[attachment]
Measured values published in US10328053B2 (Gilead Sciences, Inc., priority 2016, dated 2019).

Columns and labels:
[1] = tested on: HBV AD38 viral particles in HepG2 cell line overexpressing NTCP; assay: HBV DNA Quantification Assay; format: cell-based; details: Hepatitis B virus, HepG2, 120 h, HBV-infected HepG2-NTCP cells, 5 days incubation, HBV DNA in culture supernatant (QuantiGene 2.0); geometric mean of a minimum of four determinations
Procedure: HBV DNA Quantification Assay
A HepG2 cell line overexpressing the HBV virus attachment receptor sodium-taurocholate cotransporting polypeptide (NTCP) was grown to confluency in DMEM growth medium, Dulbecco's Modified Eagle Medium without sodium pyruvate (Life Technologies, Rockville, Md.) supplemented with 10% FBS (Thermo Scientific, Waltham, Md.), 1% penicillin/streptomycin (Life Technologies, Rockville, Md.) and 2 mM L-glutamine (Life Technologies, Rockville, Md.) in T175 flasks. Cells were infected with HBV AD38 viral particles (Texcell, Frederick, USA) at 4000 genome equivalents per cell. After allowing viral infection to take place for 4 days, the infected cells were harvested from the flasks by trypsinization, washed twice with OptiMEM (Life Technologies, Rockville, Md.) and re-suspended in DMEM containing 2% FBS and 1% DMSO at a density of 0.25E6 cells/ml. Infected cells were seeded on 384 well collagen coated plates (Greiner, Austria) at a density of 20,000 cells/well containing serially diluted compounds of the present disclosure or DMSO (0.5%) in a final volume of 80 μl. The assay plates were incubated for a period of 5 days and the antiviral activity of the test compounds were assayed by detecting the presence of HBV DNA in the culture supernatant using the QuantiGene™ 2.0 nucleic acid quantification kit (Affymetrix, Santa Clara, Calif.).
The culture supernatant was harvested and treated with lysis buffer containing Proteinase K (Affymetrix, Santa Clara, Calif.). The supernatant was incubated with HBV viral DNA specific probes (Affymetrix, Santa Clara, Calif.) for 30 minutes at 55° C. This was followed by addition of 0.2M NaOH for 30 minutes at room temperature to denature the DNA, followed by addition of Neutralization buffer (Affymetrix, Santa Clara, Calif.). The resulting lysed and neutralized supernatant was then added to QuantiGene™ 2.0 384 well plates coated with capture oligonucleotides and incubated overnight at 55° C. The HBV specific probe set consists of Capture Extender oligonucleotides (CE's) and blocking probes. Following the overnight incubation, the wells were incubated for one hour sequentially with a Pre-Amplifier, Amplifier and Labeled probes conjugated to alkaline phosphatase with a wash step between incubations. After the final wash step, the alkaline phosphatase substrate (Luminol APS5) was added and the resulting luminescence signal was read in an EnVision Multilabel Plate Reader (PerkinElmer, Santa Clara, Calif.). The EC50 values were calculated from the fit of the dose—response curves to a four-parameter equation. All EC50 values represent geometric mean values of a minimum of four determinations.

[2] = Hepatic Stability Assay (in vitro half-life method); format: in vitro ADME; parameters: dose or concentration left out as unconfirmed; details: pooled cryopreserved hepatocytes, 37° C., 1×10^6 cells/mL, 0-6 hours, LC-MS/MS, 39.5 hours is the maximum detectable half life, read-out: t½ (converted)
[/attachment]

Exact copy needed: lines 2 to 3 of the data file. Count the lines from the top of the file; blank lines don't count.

Columns and labels:
[1] = tested on: HBV AD38 viral particles in HepG2 cell line overexpressing NTCP; assay: HBV DNA Quantification Assay; format: cell-based; details: Hepatitis B virus, HepG2, 120 h, HBV-infected HepG2-NTCP cells, 5 days incubation, HBV DNA in culture supernatant (QuantiGene 2.0); geometric mean of a minimum of four determinations